The tall poppy syndrome - how achievers cut themselves down


The tall poppy syndrome is a phenomenon where high-achievers are attacked or resented for their success - New Zealand is particularly known for its intolerance of people who achieve success. A PhD student at Victoria University recently completed a thesis about the syndrome. A linguist, Jay Woodhams concluded that many people pre-empt these attacks by using self-deprecating language about themselves. This is not surprising, and accords with my own experience. However, what is a little more surprising is his conclusion that this desire to cut others (and ourselves) down stems from 'entrenched Kiwi ideas about egalitarianism [which is not] 'necessarily a negative thing. If you believe in an egalitarian society, then it's a good thing, to maintain that.'

In fairness, I have not read Woodhams' thesis, and the newspaper article ('Kiwi tall poppies cut themselves first') has more than likely over-simplified or taken his conclusions out of context, but I can't help having a real problem with this conclusion. First of all, if egalitarian society is such a deep-seated desire of us as New Zealanders, how is it that we tolerate a situation where hundreds (perhaps thousands?) of families with young, vulnerable children are living in rat-infested homes, or freezing-cold garages or cars for weeks or even months on end? Perhaps we have been too busy cutting down our neighbour or colleague for their success to notice? Secondly, the Nordic countries are well known for not only aspiring to egalitarianism, but of having achieving it (at least more than most countries). So are these countries also intolerant of people who are successful? I suspect not.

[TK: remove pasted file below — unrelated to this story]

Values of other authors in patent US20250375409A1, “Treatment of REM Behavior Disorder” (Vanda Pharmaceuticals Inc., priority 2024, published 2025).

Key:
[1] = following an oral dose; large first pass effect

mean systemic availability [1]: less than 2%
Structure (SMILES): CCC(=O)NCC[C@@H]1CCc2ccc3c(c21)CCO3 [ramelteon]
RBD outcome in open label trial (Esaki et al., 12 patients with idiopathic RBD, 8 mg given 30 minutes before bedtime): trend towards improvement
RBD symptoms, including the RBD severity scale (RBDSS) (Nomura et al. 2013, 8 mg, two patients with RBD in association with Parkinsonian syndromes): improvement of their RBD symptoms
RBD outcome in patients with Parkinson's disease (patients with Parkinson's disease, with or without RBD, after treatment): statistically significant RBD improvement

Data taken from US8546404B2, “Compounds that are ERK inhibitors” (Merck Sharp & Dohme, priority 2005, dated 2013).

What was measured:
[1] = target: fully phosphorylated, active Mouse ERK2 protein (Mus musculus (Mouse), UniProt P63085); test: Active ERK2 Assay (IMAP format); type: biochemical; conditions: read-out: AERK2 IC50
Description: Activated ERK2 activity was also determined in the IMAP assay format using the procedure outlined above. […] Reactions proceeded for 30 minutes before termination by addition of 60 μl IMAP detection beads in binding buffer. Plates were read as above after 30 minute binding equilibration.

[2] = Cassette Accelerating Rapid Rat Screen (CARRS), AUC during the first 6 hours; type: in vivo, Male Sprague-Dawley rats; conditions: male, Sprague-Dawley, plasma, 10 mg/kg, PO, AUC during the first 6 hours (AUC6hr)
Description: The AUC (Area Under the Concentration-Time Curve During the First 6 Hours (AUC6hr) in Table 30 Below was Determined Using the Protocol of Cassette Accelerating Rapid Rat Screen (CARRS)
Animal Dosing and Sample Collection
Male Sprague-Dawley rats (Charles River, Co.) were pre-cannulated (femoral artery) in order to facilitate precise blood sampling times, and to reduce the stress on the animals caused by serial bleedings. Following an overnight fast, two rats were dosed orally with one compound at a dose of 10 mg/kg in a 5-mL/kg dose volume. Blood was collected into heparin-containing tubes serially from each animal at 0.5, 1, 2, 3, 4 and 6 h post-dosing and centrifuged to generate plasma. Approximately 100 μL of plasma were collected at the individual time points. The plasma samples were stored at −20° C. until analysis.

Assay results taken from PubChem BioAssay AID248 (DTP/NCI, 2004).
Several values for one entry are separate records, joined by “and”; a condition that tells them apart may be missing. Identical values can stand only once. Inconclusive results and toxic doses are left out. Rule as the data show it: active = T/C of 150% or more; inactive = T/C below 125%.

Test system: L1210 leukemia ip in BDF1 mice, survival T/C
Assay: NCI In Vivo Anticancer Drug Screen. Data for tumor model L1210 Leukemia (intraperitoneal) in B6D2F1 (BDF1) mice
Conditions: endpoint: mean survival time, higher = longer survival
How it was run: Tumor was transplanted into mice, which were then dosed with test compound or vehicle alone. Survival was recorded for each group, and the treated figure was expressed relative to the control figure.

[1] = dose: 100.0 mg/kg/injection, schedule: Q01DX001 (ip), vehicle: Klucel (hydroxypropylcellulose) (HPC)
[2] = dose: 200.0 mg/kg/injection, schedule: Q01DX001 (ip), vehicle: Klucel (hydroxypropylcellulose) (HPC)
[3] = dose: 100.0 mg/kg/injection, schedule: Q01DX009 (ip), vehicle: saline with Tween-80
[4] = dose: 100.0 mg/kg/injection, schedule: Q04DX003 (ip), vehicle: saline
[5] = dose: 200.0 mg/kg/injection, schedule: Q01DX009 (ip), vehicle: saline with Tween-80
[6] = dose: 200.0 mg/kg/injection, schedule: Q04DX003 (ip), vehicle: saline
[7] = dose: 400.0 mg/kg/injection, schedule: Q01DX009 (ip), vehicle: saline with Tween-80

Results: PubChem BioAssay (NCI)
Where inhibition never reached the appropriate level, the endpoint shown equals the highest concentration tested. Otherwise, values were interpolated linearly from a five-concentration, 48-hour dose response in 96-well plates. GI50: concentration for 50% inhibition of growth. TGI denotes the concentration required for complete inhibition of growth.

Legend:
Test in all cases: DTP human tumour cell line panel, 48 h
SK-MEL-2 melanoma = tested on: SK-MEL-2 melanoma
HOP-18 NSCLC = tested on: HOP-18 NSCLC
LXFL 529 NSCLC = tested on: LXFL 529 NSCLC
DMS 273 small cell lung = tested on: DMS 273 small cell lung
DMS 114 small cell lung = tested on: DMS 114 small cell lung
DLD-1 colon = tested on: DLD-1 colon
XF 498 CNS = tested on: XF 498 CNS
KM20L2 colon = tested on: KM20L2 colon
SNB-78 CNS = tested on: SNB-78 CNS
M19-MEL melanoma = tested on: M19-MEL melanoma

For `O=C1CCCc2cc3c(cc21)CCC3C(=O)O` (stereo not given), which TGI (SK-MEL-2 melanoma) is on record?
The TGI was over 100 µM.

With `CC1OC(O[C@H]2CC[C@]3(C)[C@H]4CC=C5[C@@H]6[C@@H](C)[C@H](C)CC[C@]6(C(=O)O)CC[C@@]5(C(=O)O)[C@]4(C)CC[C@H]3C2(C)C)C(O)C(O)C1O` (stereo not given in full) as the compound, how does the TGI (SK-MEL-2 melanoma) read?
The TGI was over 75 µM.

I also think it is a mistake - as the article does - to equate humility (an authentic and desirable attribute) with self-deprecation as a deliberate strategy to avoid being attacked for being successful.

This rather rosy view of the tall poppy syndrome also fails to reflect the personal cost to people, and my suspicion is that, at least in a professional context, it affects women more than men (I would be interested in Eleanor Catton's - below - view on this). In coming to this conclusion, I draw on my own painful experiences of a version of the phenomenon - I say 'version', because I would not by any means regard myself as a 'high achiever', but perhaps that is just my trusty self-deprecation at work. In my own experience, generally the perpetrators of such attacks were male, and the worst by far was a manager who I suspect felt frustrated by his own lack of progression and gained a twisted form of satisfaction from seeing other suffer like he was.

My strategies have been exactly as Woodhams has described: to constantly refer to myself - and especially my intellectual ability - in self-deprecating terms, to rarely use my 'Dr' title in my signature strip in a work context (this has triggered sarcastic outbursts in the past, again by male colleagues), to appear less confident in public speaking and external stakeholder engagement situations than I actually feel, and so on.

I don't regret taking these strategies: they have made my professional life much smoother, and I have so perfected the art, I am rarely subjected to resentful attacks (I say rarely, because these attacks are usually linked to the insecurities of others, and I cannot control how they feel about themselves). But I can say with absolute confidence that my self-deprecation has absolutely nothing to do with a deep-seated belief in egalitarianism - it is solely to do with wanting to survive and get on in a society that is suspicious of confidence, assertiveness or success (except on the rugby field) - especially when it is displayed by women.

See also Does New Zealand have a humility problem? on OZY.com

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